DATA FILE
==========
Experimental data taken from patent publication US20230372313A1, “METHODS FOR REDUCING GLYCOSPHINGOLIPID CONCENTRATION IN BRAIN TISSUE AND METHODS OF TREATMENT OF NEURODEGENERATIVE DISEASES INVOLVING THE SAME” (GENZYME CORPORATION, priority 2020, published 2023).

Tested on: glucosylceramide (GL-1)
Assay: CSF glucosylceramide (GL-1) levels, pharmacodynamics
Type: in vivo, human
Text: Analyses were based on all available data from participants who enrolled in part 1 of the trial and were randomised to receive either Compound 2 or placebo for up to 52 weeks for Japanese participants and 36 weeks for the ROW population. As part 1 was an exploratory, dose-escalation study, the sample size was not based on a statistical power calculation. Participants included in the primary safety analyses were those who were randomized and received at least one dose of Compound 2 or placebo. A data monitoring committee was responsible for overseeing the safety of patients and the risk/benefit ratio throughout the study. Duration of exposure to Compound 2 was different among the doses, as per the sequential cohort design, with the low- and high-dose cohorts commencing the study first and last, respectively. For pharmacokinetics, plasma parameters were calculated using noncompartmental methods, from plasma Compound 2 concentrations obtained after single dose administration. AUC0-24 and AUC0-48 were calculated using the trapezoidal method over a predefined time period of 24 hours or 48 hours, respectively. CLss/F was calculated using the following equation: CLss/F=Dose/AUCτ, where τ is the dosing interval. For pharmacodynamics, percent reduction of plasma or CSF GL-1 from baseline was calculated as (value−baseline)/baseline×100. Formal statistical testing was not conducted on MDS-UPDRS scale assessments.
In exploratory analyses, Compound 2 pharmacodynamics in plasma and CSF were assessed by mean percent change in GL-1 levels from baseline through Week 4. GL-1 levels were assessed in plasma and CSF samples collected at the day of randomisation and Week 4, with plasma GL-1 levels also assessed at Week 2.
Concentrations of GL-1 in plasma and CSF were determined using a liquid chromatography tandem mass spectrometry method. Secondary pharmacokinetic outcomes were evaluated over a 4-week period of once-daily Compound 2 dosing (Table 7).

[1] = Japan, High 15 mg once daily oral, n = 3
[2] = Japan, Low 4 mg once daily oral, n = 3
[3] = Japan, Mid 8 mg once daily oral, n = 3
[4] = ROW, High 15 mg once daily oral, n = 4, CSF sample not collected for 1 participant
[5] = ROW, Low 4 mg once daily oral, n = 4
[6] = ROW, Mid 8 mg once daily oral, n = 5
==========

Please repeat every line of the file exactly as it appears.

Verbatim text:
Experimental data taken from patent publication US20230372313A1, “METHODS FOR REDUCING GLYCOSPHINGOLIPID CONCENTRATION IN BRAIN TISSUE AND METHODS OF TREATMENT OF NEURODEGENERATIVE DISEASES INVOLVING THE SAME” (GENZYME CORPORATION, priority 2020, published 2023).

Tested on: glucosylceramide (GL-1)
Assay: CSF glucosylceramide (GL-1) levels, pharmacodynamics
Type: in vivo, human
Text: Analyses were based on all available data from participants who enrolled in part 1 of the trial and were randomised to receive either Compound 2 or placebo for up to 52 weeks for Japanese participants and 36 weeks for the ROW population. As part 1 was an exploratory, dose-escalation study, the sample size was not based on a statistical power calculation. Participants included in the primary safety analyses were those who were randomized and received at least one dose of Compound 2 or placebo. A data monitoring committee was responsible for overseeing the safety of patients and the risk/benefit ratio throughout the study. Duration of exposure to Compound 2 was different among the doses, as per the sequential cohort design, with the low- and high-dose cohorts commencing the study first and last, respectively. For pharmacokinetics, plasma parameters were calculated using noncompartmental methods, from plasma Compound 2 concentrations obtained after single dose administration. AUC0-24 and AUC0-48 were calculated using the trapezoidal method over a predefined time period of 24 hours or 48 hours, respectively. CLss/F was calculated using the following equation: CLss/F=Dose/AUCτ, where τ is the dosing interval. For pharmacodynamics, percent reduction of plasma or CSF GL-1 from baseline was calculated as (value−baseline)/baseline×100. Formal statistical testing was not conducted on MDS-UPDRS scale assessments.
In exploratory analyses, Compound 2 pharmacodynamics in plasma and CSF were assessed by mean percent change in GL-1 levels from baseline through Week 4. GL-1 levels were assessed in plasma and CSF samples collected at the day of randomisation and Week 4, with plasma GL-1 levels also assessed at Week 2.
Concentrations of GL-1 in plasma and CSF were determined using a liquid chromatography tandem mass spectrometry method. Secondary pharmacokinetic outcomes were evaluated over a 4-week period of once-daily Compound 2 dosing (Table 7).

[1] = Japan, High 15 mg once daily oral, n = 3
[2] = Japan, Low 4 mg once daily oral, n = 3
[3] = Japan, Mid 8 mg once daily oral, n = 3
[4] = ROW, High 15 mg once daily oral, n = 4, CSF sample not collected for 1 participant
[5] = ROW, Low 4 mg once daily oral, n = 4
[6] = ROW, Mid 8 mg once daily oral, n = 5